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Settler Kaponga 1881–1914 — A Frontier Fragment of the Western World

Working on Wages and Contracts

Working on Wages and Contracts

In the early years of the decade work was plentiful and wages good, but the later years saw harder times. From 1881 to the summer of 1884–85 there was strong labour demand in south Taranaki, with a diversity of work at good wages. The government put money into the roads and pushed the railway through the difficult country between Hawera and Patea, completing it early in 1885. Government surveys continued in our district and also to open up new country east of the railway. The more affluent open-country settlers also had development programmes, creating a strong demand for fencers, builders, ploughmen and general labourers. Their rapidly multiplying flocks of sheep and acres of grain added a strong summer demand for shearers and harvesters. With work and wages beginning to languish in many older established districts, south Taranaki experienced a steady inflow of population. Some Kaponga District settlers will have first come to the region in search of work and then been encouraged by savings from good wages to go farming. DP land purchasers and poorer cash buyers must have had a wide range of skills to offer on this vibrant market and in turn taken useful experience back to their own sections. In these half-hidden years it is not easy to glean the information for a picture of how this complex interplay between labouring and settling page 59 worked out in terms of individual experience. One or two relevant diaries or cycles of letters would be invaluable at this point. We will have to make do with the available snippets of information, which are mainly on bushfelling and roadmaking.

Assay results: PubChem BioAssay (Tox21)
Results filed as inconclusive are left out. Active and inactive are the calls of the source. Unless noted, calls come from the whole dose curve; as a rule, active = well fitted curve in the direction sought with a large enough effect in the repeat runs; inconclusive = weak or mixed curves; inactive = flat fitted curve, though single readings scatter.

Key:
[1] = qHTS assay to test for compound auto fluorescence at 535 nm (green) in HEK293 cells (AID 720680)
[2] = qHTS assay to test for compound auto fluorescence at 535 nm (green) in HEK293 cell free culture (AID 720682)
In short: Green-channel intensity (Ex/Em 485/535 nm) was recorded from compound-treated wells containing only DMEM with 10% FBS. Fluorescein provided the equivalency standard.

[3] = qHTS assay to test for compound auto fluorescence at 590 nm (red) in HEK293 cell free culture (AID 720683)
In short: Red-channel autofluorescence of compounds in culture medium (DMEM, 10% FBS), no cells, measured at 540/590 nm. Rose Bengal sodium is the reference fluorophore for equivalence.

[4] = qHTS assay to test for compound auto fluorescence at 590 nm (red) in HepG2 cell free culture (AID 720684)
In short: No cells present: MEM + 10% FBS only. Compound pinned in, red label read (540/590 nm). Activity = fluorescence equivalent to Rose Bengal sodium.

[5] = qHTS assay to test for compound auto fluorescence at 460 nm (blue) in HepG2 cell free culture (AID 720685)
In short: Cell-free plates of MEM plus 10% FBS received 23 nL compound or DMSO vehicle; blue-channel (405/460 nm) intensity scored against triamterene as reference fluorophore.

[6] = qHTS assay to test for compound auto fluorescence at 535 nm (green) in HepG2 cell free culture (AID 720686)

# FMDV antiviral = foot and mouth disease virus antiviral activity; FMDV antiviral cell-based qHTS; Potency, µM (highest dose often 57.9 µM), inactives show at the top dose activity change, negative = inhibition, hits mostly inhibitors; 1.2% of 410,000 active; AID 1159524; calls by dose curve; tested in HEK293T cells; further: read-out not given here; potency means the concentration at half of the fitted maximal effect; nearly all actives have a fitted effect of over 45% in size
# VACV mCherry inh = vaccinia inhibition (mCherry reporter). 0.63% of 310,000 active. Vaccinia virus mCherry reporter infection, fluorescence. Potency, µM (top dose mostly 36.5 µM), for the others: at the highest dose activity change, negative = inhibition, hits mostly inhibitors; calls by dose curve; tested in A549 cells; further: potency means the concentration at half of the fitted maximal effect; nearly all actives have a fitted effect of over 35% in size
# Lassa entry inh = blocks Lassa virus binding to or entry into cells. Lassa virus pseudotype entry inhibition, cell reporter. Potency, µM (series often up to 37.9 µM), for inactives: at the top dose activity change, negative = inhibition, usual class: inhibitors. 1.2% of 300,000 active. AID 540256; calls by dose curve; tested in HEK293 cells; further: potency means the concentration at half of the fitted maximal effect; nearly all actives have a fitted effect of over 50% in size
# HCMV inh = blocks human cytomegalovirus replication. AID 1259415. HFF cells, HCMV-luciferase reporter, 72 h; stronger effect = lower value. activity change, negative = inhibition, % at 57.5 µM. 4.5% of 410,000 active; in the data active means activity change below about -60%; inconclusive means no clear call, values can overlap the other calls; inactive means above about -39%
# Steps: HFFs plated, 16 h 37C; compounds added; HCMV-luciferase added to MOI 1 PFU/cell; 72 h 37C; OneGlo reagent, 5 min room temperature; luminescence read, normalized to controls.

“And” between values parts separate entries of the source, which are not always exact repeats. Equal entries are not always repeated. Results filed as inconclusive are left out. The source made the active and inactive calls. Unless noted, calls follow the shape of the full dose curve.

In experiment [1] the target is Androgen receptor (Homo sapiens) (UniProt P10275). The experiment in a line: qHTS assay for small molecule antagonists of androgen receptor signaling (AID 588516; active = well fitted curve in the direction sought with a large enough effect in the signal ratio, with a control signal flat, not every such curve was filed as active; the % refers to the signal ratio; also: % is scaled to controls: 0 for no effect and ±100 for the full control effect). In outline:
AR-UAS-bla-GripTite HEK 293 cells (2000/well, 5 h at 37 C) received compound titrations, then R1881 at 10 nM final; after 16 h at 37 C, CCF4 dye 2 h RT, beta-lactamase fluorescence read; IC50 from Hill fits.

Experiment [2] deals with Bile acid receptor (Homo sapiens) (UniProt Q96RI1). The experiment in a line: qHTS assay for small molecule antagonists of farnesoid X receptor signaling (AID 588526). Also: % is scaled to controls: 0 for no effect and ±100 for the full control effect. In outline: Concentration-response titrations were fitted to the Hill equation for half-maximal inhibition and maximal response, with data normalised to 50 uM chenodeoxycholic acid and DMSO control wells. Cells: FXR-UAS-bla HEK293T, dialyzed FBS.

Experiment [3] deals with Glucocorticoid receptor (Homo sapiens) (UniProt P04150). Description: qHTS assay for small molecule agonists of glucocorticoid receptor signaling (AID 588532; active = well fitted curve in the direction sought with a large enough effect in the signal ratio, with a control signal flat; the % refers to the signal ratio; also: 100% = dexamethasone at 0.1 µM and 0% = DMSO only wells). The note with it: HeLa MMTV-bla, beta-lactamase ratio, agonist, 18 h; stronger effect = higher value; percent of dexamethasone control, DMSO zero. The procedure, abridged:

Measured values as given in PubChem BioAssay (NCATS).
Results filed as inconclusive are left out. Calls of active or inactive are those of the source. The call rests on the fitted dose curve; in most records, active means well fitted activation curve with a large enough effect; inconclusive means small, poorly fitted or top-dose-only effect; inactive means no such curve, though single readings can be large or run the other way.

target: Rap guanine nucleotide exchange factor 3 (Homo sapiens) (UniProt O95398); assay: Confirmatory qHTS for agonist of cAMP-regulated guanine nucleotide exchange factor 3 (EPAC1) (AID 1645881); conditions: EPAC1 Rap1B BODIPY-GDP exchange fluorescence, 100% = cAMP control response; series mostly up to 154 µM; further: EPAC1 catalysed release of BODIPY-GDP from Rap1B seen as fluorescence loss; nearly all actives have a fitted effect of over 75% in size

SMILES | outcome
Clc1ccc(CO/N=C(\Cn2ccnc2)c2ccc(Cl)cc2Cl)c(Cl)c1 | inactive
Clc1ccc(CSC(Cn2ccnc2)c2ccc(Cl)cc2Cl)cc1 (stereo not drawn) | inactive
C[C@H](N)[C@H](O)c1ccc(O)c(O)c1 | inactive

The Star of 28 September 1881 provides a salutary reminder of the rougher side of this frontier life. It advocated a lock-up for Manaia because

… Bushmen who threaten to fight with axes, or go outside the hotel on Saturday night, challenging all or any of the bystanders to fight, are not the sort of rowdies which one policeman can safely conduct a mile or more to a lock-up against their will. [The ‘mile or more’ was probably to the redoubt.]

These Saturday-night gatherings of bushmen may have included a sprinkling from our district, perhaps one or two of the pioneer settlers on Manaia and Palmer roads and workers from the district's first sawmill, just getting under way on Charles Tait's* section on Manaia Road.3 But the rowdy element are more likely to have been itinerant workers felling roadlines for the government or cutting posts for settlers on the plains. Their number would have grown over the following winter with the first extensive letting of felling contracts. The Star of 18 September 1882 drew attention to its many felling advertisements and reported two-thirds of the settlers with bush adjoining the plains letting contracts. The following month William Ellerm sought fellers for his section a little north of the Kaponga township site.4 He may not have found men to make this long trek into the bush for even the government was having difficulty getting workers. In his 1882–83 report Crown Lands Ranger Robinson explained that roadworks had lagged partly because of the very wet summer but also because most available labour had been absorbed by the very large areas of bush being felled in south Taranaki. He had found most quotes for work put to tender ‘unreasonable’.5 After listing the work accomplished during the year he continued: